Battle Ground (The Dresden Files #17), by Jim Butcher

December 2, 2020

Battle Ground by Jim Butcher

My rating: 2 of 5 stars


Wow, this was a huge let-down for me. I’ve never been the greatest Dresden fan but with Harry being a character one can relate to, I always found something to actually really like. Not so in this book.

Basically, we’re reading about a huge battle during which everyone and (sometimes literally) their dog makes an appearance – oftentimes just for the sake of appearing and showing that, yes, they still exist and Butcher hasn’t forgotten about them.

Unfortunately, as pitched as the battle must be, I never really “connected” with the story. Yes, all of Chicago and its inhabitants are at risk but I was rather indifferent about that.
I was even repelled by some aspects of the way the story is told, e. g. There are many places during which it gets overly gory for no reason at all. I actually tried to find a somewhat moderate part to quote here as an example but, alas, I failed. There is no example I could quote here with a clean conscience towards younger readers.

Fortunately, though, the good-natured trademark humour is still around, though:

»“Guys!” I said. “The pizza—all the pizza—is in danger!” That got their attention.«

So, yes, the small folks are around as well but even they – who sometimes played rather prominent roles in earlier books – feel like they only get a few “honourable mentions”. They’re not really in any way integrated into the story albeit the potential for that existed.

Yes, it’s still the Dresden Files but it feels like Butcher wrote himself into a corner from which he couldn’t really escape. The path he chose feels like that of a pubescent boy in a frenzy – because Butcher can rest assured I don’t care about Harry’s scrotum or the gore I mentioned before.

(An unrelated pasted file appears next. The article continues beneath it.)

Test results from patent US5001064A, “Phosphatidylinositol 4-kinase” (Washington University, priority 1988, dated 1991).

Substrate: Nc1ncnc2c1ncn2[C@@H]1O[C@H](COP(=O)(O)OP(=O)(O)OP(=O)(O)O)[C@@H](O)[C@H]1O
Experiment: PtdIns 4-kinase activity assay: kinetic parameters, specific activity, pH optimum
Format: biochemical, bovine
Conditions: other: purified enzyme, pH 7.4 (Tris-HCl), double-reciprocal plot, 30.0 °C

Over-the-top battles, feverishly written about and bringing in everyone doesn’t really endear the book to me either.

Nevertheless, Dresden Files – if you liked them so far, you might grind your teeth a bit while reading this book but you’ll probably still like it to some extent, like I do.

If you didn’t like Harry Dresden by now, after 16 books (“Battle Ground” being no. 17), this instalment won’t change your mind and you should probably abstain.

Let’s just hope that Jim Butcher will find his way back from epic megapolis-scale wars to what he did early on: Portraying the foremost wizard of Chicago, a deeply mixed character who tries to do “the right thing” to the best of his abilities. That’s what makes Harry relatable (despite the urban fantasy setting); that’s what makes Harry Harry.

»The real battle for your own soul isn’t about falling from a great height; it’s about descending, or not, one choice at a time.«

This holds true not “just” for souls but books as well…



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